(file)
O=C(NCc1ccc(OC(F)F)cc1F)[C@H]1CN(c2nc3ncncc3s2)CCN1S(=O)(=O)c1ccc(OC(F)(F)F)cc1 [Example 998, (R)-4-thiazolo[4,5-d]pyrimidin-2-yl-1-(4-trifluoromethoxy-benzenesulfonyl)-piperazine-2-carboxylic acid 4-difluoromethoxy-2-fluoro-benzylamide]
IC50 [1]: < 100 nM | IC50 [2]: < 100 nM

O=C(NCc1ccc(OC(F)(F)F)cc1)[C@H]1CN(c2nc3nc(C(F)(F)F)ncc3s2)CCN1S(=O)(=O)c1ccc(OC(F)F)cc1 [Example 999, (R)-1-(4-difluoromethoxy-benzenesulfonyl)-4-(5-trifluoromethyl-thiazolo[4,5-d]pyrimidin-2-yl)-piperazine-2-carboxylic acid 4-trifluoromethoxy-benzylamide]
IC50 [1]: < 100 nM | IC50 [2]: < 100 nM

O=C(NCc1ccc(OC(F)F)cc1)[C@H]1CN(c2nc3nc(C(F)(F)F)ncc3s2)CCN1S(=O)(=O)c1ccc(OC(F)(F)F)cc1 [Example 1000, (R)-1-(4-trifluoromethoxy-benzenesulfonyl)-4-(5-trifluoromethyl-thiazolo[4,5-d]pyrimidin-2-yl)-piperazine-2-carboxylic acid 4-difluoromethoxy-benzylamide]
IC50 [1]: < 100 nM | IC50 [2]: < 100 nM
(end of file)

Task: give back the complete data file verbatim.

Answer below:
O=C(NCc1ccc(OC(F)F)cc1F)[C@H]1CN(c2nc3ncncc3s2)CCN1S(=O)(=O)c1ccc(OC(F)(F)F)cc1 [Example 998, (R)-4-thiazolo[4,5-d]pyrimidin-2-yl-1-(4-trifluoromethoxy-benzenesulfonyl)-piperazine-2-carboxylic acid 4-difluoromethoxy-2-fluoro-benzylamide]
IC50 [1]: < 100 nM | IC50 [2]: < 100 nM

O=C(NCc1ccc(OC(F)(F)F)cc1)[C@H]1CN(c2nc3nc(C(F)(F)F)ncc3s2)CCN1S(=O)(=O)c1ccc(OC(F)F)cc1 [Example 999, (R)-1-(4-difluoromethoxy-benzenesulfonyl)-4-(5-trifluoromethyl-thiazolo[4,5-d]pyrimidin-2-yl)-piperazine-2-carboxylic acid 4-trifluoromethoxy-benzylamide]
IC50 [1]: < 100 nM | IC50 [2]: < 100 nM

O=C(NCc1ccc(OC(F)F)cc1)[C@H]1CN(c2nc3nc(C(F)(F)F)ncc3s2)CCN1S(=O)(=O)c1ccc(OC(F)(F)F)cc1 [Example 1000, (R)-1-(4-trifluoromethoxy-benzenesulfonyl)-4-(5-trifluoromethyl-thiazolo[4,5-d]pyrimidin-2-yl)-piperazine-2-carboxylic acid 4-difluoromethoxy-benzylamide]
IC50 [1]: < 100 nM | IC50 [2]: < 100 nM